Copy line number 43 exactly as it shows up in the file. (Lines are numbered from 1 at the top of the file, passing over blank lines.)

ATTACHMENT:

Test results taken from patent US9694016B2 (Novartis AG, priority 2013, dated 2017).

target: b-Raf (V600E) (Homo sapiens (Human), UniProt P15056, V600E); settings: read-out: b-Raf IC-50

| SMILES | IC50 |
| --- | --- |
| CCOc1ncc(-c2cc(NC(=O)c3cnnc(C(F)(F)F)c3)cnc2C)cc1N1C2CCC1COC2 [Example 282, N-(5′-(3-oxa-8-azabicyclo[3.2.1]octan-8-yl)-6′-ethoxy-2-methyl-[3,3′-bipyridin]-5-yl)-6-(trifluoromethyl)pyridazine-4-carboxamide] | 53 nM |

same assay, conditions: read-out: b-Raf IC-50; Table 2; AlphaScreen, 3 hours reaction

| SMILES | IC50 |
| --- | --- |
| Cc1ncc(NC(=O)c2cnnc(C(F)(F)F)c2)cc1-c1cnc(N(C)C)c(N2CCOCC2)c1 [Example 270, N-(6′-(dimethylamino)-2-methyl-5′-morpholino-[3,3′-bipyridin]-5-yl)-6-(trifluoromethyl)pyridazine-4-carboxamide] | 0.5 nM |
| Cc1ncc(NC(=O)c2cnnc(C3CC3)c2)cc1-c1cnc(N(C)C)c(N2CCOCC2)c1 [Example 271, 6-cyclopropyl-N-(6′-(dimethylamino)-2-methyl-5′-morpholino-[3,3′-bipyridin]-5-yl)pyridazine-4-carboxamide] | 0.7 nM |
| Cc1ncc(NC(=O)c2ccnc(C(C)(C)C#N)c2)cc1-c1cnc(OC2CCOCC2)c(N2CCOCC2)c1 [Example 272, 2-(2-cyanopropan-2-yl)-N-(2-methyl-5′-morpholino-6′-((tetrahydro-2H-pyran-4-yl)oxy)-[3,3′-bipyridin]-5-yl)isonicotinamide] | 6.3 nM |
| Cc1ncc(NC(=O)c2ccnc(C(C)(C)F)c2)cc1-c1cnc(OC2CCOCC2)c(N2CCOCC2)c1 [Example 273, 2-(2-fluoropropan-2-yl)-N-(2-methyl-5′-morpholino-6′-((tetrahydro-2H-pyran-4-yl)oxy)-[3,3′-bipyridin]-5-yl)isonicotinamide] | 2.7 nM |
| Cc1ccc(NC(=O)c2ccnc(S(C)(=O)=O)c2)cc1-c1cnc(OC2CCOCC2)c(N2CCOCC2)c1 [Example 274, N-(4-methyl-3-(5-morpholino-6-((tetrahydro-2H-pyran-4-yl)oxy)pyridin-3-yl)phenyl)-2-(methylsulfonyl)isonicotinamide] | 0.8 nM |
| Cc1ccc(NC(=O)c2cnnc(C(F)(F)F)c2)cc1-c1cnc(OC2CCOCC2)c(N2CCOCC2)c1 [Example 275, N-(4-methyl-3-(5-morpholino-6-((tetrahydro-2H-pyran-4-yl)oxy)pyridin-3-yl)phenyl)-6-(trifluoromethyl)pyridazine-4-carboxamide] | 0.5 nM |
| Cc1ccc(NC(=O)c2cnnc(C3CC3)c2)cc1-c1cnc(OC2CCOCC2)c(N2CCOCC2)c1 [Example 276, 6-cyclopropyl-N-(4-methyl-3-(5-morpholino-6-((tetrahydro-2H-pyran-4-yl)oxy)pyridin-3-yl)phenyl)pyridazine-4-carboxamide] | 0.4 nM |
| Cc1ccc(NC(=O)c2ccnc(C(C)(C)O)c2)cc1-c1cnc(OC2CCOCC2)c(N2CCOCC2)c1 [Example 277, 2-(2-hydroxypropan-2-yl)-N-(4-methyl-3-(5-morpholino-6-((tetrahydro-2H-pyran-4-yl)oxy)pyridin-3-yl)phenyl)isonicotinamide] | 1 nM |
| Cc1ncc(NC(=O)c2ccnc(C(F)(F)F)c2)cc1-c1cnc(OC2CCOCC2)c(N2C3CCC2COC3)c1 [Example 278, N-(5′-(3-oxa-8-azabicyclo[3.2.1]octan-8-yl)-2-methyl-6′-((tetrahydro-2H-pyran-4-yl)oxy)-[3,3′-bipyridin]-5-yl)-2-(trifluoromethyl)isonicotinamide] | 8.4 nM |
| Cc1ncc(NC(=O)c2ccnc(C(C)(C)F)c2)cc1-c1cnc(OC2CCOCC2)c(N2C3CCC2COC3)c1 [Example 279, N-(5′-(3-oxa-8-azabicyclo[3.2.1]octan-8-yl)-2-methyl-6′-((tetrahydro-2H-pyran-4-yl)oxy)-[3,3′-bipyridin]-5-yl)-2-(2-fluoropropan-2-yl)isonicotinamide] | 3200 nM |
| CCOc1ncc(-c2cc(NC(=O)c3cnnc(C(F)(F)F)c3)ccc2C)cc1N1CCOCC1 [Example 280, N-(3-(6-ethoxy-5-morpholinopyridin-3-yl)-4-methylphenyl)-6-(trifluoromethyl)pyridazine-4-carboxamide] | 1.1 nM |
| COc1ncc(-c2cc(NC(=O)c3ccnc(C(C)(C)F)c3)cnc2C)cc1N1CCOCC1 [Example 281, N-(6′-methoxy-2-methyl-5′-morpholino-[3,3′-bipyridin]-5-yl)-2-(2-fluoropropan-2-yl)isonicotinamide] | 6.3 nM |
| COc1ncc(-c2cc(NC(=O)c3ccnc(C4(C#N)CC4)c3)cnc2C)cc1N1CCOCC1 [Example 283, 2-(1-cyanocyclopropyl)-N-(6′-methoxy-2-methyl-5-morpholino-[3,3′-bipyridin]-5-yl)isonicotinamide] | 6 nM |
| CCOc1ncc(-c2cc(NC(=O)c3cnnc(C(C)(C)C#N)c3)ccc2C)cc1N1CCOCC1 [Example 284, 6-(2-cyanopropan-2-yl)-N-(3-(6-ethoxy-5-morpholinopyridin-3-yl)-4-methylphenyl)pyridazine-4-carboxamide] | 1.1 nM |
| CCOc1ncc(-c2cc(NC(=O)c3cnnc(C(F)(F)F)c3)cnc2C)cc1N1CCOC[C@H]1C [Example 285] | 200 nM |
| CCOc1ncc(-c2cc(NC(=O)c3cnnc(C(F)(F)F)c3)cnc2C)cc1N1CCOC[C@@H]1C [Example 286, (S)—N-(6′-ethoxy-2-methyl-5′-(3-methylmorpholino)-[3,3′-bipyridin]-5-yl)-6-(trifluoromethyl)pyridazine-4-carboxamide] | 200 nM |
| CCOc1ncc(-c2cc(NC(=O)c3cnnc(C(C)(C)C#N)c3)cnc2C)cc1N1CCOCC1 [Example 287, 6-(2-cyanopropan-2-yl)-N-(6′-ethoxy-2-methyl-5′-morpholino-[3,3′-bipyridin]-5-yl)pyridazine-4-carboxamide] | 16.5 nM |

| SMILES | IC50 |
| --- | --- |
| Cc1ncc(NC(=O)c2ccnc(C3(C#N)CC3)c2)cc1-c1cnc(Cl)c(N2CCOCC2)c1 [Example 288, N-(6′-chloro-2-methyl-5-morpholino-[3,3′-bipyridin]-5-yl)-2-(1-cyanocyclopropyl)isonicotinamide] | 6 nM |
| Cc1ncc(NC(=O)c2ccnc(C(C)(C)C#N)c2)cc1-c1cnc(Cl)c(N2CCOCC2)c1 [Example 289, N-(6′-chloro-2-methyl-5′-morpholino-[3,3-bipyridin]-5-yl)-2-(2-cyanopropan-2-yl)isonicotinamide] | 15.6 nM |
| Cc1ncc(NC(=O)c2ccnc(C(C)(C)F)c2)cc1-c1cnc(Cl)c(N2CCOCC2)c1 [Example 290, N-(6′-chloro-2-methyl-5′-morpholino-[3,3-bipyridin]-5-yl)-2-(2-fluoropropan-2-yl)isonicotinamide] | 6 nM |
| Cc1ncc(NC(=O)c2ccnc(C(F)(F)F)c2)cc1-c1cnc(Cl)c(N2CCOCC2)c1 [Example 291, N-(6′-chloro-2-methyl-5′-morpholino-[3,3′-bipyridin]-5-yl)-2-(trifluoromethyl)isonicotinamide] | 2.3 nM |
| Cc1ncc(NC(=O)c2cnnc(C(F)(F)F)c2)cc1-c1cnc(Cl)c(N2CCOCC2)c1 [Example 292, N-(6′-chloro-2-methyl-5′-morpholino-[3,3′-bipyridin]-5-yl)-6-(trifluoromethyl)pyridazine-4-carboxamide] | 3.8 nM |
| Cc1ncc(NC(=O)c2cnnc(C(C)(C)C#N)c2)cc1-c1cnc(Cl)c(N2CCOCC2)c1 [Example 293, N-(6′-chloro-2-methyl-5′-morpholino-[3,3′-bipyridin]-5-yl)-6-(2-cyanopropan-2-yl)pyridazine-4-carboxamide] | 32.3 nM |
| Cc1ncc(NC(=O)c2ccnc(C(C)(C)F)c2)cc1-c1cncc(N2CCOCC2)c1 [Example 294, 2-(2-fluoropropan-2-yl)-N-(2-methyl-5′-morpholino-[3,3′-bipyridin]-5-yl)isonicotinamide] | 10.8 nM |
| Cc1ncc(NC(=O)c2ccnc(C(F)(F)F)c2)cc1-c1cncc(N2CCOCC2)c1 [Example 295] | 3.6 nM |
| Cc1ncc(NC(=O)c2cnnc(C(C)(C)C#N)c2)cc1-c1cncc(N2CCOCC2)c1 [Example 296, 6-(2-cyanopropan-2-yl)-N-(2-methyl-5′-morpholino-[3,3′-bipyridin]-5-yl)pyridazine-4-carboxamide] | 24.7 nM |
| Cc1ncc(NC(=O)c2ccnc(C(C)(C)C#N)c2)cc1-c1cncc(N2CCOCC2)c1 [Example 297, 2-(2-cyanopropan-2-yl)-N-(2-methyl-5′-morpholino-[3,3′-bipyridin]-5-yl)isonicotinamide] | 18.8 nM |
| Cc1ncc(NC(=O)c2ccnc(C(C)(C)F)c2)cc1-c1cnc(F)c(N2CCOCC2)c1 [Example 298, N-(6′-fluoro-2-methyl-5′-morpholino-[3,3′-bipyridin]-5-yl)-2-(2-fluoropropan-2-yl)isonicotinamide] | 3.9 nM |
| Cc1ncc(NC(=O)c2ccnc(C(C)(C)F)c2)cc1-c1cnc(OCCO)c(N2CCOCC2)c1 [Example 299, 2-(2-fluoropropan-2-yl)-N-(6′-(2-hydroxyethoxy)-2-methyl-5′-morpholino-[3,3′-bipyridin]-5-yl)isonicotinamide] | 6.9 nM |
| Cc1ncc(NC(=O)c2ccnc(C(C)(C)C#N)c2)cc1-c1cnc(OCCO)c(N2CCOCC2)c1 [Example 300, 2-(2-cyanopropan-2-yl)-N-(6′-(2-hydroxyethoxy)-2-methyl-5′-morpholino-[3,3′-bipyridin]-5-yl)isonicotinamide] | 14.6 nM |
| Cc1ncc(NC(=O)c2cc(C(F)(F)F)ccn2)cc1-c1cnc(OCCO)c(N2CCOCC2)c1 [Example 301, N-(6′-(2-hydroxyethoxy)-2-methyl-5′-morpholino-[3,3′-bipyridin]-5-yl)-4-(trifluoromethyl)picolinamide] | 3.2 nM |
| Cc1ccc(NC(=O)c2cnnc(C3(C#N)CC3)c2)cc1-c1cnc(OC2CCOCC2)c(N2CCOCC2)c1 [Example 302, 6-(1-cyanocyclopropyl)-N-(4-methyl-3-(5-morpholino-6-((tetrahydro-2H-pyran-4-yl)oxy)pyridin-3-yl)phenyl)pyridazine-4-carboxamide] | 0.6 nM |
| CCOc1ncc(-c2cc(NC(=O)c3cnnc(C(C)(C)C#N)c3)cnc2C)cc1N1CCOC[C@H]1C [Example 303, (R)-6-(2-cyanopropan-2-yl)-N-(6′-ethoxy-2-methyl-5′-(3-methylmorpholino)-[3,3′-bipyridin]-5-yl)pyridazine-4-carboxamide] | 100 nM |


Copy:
| CCOc1ncc(-c2cc(NC(=O)c3cnnc(C(C)(C)C#N)c3)cnc2C)cc1N1CCOC[C@H]1C [Example 303, (R)-6-(2-cyanopropan-2-yl)-N-(6′-ethoxy-2-methyl-5′-(3-methylmorpholino)-[3,3′-bipyridin]-5-yl)pyridazine-4-carboxamide] | 100 nM |